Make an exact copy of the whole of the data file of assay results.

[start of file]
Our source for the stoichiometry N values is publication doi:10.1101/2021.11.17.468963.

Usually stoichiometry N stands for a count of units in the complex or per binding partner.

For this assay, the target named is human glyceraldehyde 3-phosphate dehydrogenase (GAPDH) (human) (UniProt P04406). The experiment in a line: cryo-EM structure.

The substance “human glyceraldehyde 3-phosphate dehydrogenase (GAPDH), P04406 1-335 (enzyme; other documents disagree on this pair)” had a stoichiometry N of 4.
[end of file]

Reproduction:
Our source for the stoichiometry N values is publication doi:10.1101/2021.11.17.468963.

Usually stoichiometry N stands for a count of units in the complex or per binding partner.

For this assay, the target named is human glyceraldehyde 3-phosphate dehydrogenase (GAPDH) (human) (UniProt P04406). The experiment in a line: cryo-EM structure.

The substance “human glyceraldehyde 3-phosphate dehydrogenase (GAPDH), P04406 1-335 (enzyme; other documents disagree on this pair)” had a stoichiometry N of 4.